Erectile Dysfunction Ad Raises Stakes
The Associated Press
NEW YORK — It’s a first in an advertising category that has been characterized by sexual innuendo, insinuation and allusion: a new television commercial for erectile dysfunction drug Cialis debuting during the Super Bowl actually states what condition the medication treats.
Frankness was necessary to highlight what Cialis’ makers call a major advantage over its two competitors: It lasts for up to 36 hours. Rival products expire after roughly four hours.
Experts said the ad, which features smooth jazz and nuzzling middle-aged couples, does more than mark a change in the tenor of erectile dysfunction advertising. It heralds the beginning of multimillion dollar advertising war for dominance in the nearly $2 billion drug category.
“This is going to be some battle,” predicted Bert Hazlett, an analyst with SunTrust Robinson Humphrey.
A new campaign for Levitra, marketed by GlaxoSmithKline and Bayer AG, also will debut during the Super Bowl, featuring its spokesman, former Chicago Bears coach Mike Ditka. Pfizer Inc. refused to discuss marketing plans for its drug, market leader Viagra.
There are an estimated 30 million American men over 40 suffering from erectile dysfunction, with about a third who have sought treatment. Doctors and analysts agree all the advertising is likely to compel more men to visit the doctor, though no one expects all of them to seek treatment.
Dubbed “Le Weekend” in France, Cialis’ marketing highlights that lasting up to 36 hours allows couples to bring the spontaneity back into their love life, said Khoso Baluch, business unit leader for the medication’s team at Eli Lilly & Co, which markets the drug along with Icos Corp.
Baluch said drugs which last only four hours exert performance pressure on men, who may already suffer some anxiety because of the condition.
The ad begins with a shot of a couple lying in side-by-side bath tubs overlooking a beautiful vista with a voice over that says, “If a relaxing moment turns into the right moment, will you be ready?”
Teaser ads that named the product but didn’t mention erectile function began airing last week. On Friday, ads are slated to appear in magazines and newspapers. Baluch declined to say how much would be spent on the campaign, but said it would be competitive.
“We will take Viagra from its leadership position,” Baluch said.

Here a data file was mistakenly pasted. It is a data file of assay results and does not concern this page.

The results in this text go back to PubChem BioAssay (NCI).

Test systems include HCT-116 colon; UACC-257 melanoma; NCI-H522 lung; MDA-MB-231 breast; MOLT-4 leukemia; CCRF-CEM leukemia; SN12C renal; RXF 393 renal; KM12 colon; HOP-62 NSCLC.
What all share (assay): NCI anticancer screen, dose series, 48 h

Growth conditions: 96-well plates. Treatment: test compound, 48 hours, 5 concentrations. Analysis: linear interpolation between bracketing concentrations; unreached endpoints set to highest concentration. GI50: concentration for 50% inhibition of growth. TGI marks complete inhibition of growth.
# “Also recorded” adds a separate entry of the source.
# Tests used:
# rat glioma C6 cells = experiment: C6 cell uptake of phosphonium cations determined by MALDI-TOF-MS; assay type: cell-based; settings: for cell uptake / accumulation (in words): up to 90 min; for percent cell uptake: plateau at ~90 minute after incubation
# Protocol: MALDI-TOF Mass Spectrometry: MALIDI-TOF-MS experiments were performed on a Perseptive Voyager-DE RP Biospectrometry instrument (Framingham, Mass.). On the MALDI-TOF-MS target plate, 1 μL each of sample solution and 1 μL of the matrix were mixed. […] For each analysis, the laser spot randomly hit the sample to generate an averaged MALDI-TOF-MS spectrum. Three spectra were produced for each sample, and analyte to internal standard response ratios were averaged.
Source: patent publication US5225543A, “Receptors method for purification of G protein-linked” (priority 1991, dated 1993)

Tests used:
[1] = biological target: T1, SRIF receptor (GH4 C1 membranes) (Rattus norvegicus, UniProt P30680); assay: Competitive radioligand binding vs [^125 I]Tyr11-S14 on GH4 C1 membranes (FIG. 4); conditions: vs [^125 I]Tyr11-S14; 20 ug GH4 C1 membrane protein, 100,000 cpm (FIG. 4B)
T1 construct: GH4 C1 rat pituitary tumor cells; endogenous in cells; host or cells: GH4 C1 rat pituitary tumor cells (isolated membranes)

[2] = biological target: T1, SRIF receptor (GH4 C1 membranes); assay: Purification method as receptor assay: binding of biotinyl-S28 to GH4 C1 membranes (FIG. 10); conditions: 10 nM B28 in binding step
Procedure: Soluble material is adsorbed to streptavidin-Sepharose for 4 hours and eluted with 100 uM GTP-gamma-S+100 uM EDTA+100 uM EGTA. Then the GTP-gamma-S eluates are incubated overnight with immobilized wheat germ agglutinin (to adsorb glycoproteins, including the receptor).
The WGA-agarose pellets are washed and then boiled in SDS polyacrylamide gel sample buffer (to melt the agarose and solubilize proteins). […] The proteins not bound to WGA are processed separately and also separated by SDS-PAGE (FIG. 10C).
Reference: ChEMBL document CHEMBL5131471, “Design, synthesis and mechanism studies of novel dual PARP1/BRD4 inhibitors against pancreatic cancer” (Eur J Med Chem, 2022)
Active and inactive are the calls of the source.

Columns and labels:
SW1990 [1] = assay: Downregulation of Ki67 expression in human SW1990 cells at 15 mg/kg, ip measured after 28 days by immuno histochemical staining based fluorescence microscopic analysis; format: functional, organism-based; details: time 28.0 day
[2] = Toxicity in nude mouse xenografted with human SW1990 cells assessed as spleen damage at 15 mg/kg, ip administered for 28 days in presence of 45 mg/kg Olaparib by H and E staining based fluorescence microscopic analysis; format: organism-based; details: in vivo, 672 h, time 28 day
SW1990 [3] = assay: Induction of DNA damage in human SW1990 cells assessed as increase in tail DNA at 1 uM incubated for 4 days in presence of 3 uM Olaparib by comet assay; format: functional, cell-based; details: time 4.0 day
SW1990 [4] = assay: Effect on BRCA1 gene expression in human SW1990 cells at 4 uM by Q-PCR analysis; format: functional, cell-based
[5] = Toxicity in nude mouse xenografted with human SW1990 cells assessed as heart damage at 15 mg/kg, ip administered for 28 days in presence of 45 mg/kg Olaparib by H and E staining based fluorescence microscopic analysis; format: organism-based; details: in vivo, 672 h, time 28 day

That will be an extraordinary challenge, experts contend, because Viagra has a five-year history of safe and effective use.
Still, Cialis is creating a unique market position. Cialis was approved two months ago, and its marketers have been aggressively courting doctors, with some apparent success.
According to drug research firm Impact Rx, Cialis grabbed 40 percent of the new prescriptions written by urologists for those never previously treated for erectile dysfunction. Levitra grabbed 29 percent of those prescriptions while Viagra captured 28 percent.
Cialis didn’t fare as well among primary care doctors, grabbing 28 percent of the prescriptions compared to Viagra’s 38 percent and Levitra’s 34 percent. The disparity may be caused by specialists’ willingness to prescribe new medications earlier than general practitioners, experts said.
But some doctors aren’t sure a 36-hour effectiveness period is an asset.
“Most 50-year old men can tell you the day and time that they are going to have sex,” said Dr. Andrew McCullough, director of male sexual health and fertility at New York University Medical Center. “We all like to think we are going to have sex all the time but the reality is that it doesn’t happen.”
Cialis’ competitors, and doctors, point out that the drugs’ side effects as well as benefits linger for a full day and a half.
“There is a disadvantage to a drug sticking around in your system when you don’t need it,” said Dr. Nachum Katlowitz, direct of male infertility and sexual dysfunction at Maimonides Medical Center in Brooklyn, N.Y.
All three impotency drugs interact with nitrates, medications for chest pains. A man who took Cialis would be prevented from taking a nitrate for 36 hours while men using a rival drug would have to wait only four hours.
Katlowitz said he might prescribe Cialis for a healthy 42-year married man with children because his age suggests he might have sex more than once in a 36-hour period. But he wouldn’t prescribe Cialis for a 72-year old man with a history of chest pains.
Viagra revenues rose 8 percent to $1.9 billion last year.
Hazlett estimates that Viagra revenues won’t grow much between now and 2010 while Cialis sales will hit $1.6 billion by then. Already on the market in Europe and other markets, Cialis posted $109.1 million in revenues from January-September 2003.
Hazlett believes Levitra will be the loser in the three-way battle with yearly sales of $875 million by 2010 because it offers similar benefits to Viagra without the market leader’s history.
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